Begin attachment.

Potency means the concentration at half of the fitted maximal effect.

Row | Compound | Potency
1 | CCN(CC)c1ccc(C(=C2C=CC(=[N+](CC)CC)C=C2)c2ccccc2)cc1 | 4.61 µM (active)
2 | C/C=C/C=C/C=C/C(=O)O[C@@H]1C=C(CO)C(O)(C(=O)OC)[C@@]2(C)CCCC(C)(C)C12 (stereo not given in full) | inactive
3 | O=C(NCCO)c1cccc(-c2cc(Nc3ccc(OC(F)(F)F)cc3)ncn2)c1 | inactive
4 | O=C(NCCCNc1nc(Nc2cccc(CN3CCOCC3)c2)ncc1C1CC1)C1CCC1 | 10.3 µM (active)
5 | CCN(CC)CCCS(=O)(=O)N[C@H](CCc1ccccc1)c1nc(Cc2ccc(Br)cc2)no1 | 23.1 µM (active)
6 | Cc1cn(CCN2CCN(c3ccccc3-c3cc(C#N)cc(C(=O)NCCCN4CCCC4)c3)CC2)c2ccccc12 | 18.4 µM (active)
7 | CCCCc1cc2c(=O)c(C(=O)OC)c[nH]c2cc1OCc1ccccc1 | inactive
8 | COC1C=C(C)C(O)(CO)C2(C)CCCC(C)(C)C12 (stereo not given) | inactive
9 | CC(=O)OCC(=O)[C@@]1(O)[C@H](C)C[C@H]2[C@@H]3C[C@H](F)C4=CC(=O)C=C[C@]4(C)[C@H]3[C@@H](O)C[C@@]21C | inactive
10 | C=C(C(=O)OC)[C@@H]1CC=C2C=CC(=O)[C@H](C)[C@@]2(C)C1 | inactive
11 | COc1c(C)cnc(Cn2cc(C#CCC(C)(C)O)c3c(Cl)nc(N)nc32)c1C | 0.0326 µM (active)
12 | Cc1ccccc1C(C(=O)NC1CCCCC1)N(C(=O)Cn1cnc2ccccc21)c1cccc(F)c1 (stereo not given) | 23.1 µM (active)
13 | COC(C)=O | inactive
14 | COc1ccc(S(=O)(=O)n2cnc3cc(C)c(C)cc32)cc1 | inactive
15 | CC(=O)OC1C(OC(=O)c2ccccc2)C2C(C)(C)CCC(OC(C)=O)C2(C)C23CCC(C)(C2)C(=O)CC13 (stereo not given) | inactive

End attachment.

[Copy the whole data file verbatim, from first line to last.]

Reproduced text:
Potency means the concentration at half of the fitted maximal effect.

Row | Compound | Potency
1 | CCN(CC)c1ccc(C(=C2C=CC(=[N+](CC)CC)C=C2)c2ccccc2)cc1 | 4.61 µM (active)
2 | C/C=C/C=C/C=C/C(=O)O[C@@H]1C=C(CO)C(O)(C(=O)OC)[C@@]2(C)CCCC(C)(C)C12 (stereo not given in full) | inactive
3 | O=C(NCCO)c1cccc(-c2cc(Nc3ccc(OC(F)(F)F)cc3)ncn2)c1 | inactive
4 | O=C(NCCCNc1nc(Nc2cccc(CN3CCOCC3)c2)ncc1C1CC1)C1CCC1 | 10.3 µM (active)
5 | CCN(CC)CCCS(=O)(=O)N[C@H](CCc1ccccc1)c1nc(Cc2ccc(Br)cc2)no1 | 23.1 µM (active)
6 | Cc1cn(CCN2CCN(c3ccccc3-c3cc(C#N)cc(C(=O)NCCCN4CCCC4)c3)CC2)c2ccccc12 | 18.4 µM (active)
7 | CCCCc1cc2c(=O)c(C(=O)OC)c[nH]c2cc1OCc1ccccc1 | inactive
8 | COC1C=C(C)C(O)(CO)C2(C)CCCC(C)(C)C12 (stereo not given) | inactive
9 | CC(=O)OCC(=O)[C@@]1(O)[C@H](C)C[C@H]2[C@@H]3C[C@H](F)C4=CC(=O)C=C[C@]4(C)[C@H]3[C@@H](O)C[C@@]21C | inactive
10 | C=C(C(=O)OC)[C@@H]1CC=C2C=CC(=O)[C@H](C)[C@@]2(C)C1 | inactive
11 | COc1c(C)cnc(Cn2cc(C#CCC(C)(C)O)c3c(Cl)nc(N)nc32)c1C | 0.0326 µM (active)
12 | Cc1ccccc1C(C(=O)NC1CCCCC1)N(C(=O)Cn1cnc2ccccc21)c1cccc(F)c1 (stereo not given) | 23.1 µM (active)
13 | COC(C)=O | inactive
14 | COc1ccc(S(=O)(=O)n2cnc3cc(C)c(C)cc32)cc1 | inactive
15 | CC(=O)OC1C(OC(=O)c2ccccc2)C2C(C)(C)CCC(OC(C)=O)C2(C)C23CCC(C)(C2)C(=O)CC13 (stereo not given) | inactive